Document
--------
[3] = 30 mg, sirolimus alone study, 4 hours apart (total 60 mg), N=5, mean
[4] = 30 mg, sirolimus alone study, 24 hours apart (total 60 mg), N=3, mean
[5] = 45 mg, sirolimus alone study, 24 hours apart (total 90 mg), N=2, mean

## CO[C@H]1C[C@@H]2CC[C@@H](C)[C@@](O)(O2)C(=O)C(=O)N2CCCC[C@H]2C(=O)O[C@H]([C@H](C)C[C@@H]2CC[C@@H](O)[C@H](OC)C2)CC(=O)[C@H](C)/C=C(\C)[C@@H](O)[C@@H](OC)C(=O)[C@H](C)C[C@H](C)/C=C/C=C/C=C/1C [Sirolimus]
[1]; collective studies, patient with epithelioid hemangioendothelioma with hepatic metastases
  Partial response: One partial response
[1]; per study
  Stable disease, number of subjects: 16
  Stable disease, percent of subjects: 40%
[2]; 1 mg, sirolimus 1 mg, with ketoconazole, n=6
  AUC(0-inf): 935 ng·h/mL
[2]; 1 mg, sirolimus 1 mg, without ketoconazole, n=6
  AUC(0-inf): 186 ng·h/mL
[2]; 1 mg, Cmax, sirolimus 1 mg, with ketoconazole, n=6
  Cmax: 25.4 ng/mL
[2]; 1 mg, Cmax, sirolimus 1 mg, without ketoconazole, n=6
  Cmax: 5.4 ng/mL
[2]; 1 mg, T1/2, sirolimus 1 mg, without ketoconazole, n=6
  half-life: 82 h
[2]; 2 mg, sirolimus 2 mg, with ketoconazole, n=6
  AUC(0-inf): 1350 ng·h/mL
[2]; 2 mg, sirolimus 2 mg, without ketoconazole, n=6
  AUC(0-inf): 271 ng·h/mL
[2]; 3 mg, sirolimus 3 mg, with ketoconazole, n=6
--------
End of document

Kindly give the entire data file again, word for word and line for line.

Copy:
[3] = 30 mg, sirolimus alone study, 4 hours apart (total 60 mg), N=5, mean
[4] = 30 mg, sirolimus alone study, 24 hours apart (total 60 mg), N=3, mean
[5] = 45 mg, sirolimus alone study, 24 hours apart (total 90 mg), N=2, mean

## CO[C@H]1C[C@@H]2CC[C@@H](C)[C@@](O)(O2)C(=O)C(=O)N2CCCC[C@H]2C(=O)O[C@H]([C@H](C)C[C@@H]2CC[C@@H](O)[C@H](OC)C2)CC(=O)[C@H](C)/C=C(\C)[C@@H](O)[C@@H](OC)C(=O)[C@H](C)C[C@H](C)/C=C/C=C/C=C/1C [Sirolimus]
[1]; collective studies, patient with epithelioid hemangioendothelioma with hepatic metastases
  Partial response: One partial response
[1]; per study
  Stable disease, number of subjects: 16
  Stable disease, percent of subjects: 40%
[2]; 1 mg, sirolimus 1 mg, with ketoconazole, n=6
  AUC(0-inf): 935 ng·h/mL
[2]; 1 mg, sirolimus 1 mg, without ketoconazole, n=6
  AUC(0-inf): 186 ng·h/mL
[2]; 1 mg, Cmax, sirolimus 1 mg, with ketoconazole, n=6
  Cmax: 25.4 ng/mL
[2]; 1 mg, Cmax, sirolimus 1 mg, without ketoconazole, n=6
  Cmax: 5.4 ng/mL
[2]; 1 mg, T1/2, sirolimus 1 mg, without ketoconazole, n=6
  half-life: 82 h
[2]; 2 mg, sirolimus 2 mg, with ketoconazole, n=6
  AUC(0-inf): 1350 ng·h/mL
[2]; 2 mg, sirolimus 2 mg, without ketoconazole, n=6
  AUC(0-inf): 271 ng·h/mL
[2]; 3 mg, sirolimus 3 mg, with ketoconazole, n=6